MichelleCarmen

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Well, you're probably not going to like my advice but here: Your husband needs to stick with his job regardless of how much he hates it and go job hunting on the side. Sure, his job isn't his cup of tea and his managers/employers are jerks, but it cannot be as bad as working at McDonald's, and even at that establishment, with the job market being so bad, it's difficult to find a position! I read in the paper, that there was one 7-11 that got over 100 job applications for a $8.00 job. My MIL told me that at her local espresso stand that they got 30 applications in one day and one of them was from a college professor. People are desperate.

Yep, you're DH is lucky to have a job and FWIW, you said that the company told your DH they cannot afford to give him a raise. What if that truely is the case? What if the company is barely hanging in there.

Oh, also, my other downer. . .with the bleak job market and the chance that just about anyone can be laid off, possibly put the idea of buying a house entirely on the back burner.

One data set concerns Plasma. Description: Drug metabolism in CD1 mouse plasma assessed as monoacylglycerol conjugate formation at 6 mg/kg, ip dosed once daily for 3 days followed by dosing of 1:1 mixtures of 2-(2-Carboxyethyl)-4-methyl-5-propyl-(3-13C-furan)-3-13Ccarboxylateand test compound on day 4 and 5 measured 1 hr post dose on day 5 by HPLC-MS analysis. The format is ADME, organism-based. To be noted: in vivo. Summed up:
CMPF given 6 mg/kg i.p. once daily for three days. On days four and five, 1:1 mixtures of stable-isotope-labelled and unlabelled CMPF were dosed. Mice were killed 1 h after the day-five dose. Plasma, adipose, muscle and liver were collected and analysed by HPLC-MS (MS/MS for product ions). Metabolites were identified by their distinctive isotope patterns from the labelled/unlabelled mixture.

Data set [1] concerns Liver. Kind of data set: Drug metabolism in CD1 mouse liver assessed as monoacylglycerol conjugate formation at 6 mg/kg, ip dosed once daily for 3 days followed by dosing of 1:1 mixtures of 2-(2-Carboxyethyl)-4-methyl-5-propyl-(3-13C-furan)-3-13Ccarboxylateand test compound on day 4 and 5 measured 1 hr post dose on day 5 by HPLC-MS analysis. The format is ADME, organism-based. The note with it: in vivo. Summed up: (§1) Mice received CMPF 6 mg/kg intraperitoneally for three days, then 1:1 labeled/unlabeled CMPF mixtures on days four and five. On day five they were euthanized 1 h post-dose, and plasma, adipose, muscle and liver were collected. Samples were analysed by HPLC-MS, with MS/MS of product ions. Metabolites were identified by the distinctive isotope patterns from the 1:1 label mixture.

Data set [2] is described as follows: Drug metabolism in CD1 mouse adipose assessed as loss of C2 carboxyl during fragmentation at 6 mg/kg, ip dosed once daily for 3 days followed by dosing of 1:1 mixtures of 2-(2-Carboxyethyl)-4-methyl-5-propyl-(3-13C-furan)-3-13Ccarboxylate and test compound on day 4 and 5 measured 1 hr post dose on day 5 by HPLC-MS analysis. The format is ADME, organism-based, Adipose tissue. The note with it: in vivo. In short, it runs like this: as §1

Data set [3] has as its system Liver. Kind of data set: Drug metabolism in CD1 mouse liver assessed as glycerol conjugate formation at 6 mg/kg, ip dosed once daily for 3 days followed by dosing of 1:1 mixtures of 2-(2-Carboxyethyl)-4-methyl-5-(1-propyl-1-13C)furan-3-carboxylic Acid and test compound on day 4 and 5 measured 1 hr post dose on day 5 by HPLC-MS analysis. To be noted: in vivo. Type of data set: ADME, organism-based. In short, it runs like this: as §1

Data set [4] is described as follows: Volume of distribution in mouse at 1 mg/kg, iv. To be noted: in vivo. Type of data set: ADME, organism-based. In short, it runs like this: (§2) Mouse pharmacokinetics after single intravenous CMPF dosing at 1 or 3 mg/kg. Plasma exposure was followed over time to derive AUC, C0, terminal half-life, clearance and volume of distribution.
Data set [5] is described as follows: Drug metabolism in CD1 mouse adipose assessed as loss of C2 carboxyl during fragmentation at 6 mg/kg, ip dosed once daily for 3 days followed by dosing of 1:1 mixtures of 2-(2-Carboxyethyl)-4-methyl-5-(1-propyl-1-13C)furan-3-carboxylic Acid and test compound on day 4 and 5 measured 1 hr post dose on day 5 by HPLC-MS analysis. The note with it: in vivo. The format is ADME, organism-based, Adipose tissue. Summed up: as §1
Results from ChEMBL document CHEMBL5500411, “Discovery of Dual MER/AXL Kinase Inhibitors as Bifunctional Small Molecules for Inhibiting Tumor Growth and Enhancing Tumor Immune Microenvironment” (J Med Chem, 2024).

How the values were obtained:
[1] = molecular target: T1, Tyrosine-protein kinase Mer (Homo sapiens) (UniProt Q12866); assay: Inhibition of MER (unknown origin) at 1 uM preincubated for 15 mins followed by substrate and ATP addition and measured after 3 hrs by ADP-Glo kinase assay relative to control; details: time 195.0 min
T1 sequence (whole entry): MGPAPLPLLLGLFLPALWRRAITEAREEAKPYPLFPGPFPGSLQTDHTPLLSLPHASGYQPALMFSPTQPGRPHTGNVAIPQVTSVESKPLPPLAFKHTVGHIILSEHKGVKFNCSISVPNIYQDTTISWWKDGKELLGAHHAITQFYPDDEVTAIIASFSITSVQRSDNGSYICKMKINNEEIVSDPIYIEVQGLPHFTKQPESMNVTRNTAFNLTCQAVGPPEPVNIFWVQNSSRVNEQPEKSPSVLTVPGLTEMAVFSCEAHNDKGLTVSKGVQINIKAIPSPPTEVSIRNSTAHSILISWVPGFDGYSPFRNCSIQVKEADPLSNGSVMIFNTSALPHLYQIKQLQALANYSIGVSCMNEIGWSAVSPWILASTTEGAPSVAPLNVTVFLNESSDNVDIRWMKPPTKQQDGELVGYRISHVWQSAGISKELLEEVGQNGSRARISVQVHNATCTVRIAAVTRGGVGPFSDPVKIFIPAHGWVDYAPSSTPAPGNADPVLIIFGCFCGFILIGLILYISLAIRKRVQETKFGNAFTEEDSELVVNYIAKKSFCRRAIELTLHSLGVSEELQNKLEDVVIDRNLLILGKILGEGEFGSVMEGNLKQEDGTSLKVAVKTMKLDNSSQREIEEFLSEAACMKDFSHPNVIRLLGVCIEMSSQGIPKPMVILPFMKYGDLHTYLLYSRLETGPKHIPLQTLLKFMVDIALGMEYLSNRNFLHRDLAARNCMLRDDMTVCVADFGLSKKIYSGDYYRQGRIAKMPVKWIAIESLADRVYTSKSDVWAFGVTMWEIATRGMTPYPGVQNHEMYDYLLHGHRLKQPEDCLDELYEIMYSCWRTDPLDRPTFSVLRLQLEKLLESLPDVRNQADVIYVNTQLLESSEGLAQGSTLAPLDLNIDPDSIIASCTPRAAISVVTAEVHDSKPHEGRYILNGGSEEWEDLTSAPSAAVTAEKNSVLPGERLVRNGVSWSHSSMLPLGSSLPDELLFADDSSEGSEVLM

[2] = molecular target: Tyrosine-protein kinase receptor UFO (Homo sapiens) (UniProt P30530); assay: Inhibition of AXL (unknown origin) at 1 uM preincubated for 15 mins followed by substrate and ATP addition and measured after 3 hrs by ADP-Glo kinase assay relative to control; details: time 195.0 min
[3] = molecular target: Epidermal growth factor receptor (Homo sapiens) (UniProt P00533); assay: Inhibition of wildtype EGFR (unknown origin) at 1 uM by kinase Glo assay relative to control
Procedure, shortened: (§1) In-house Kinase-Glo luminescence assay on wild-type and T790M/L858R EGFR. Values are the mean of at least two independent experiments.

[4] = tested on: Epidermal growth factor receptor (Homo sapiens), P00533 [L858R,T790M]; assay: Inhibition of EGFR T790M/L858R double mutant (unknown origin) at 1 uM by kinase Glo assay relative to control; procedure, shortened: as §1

I know I sound so pesimistic about the situation, and I'm very sorry to be so, but I am only this way because I live 45 minutes from Microsoft and friends of friends are being laid off (my friend and I had a long talk about this a few days back) and who knows if they can afford their mortgage payments on one salary. Not to mention WAMU, Starbucks, etc. . .

Best of luck to you and your DH, Elle! Hang in there.
 

kcoursolle

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Normally I would say leave if you are unhappy or depressed, but in this current market it''s not necessarily smart to leave a job even if you hate it. I don''t see anything wrong with discretely looking for other jobs though in hopes that something else better is out there.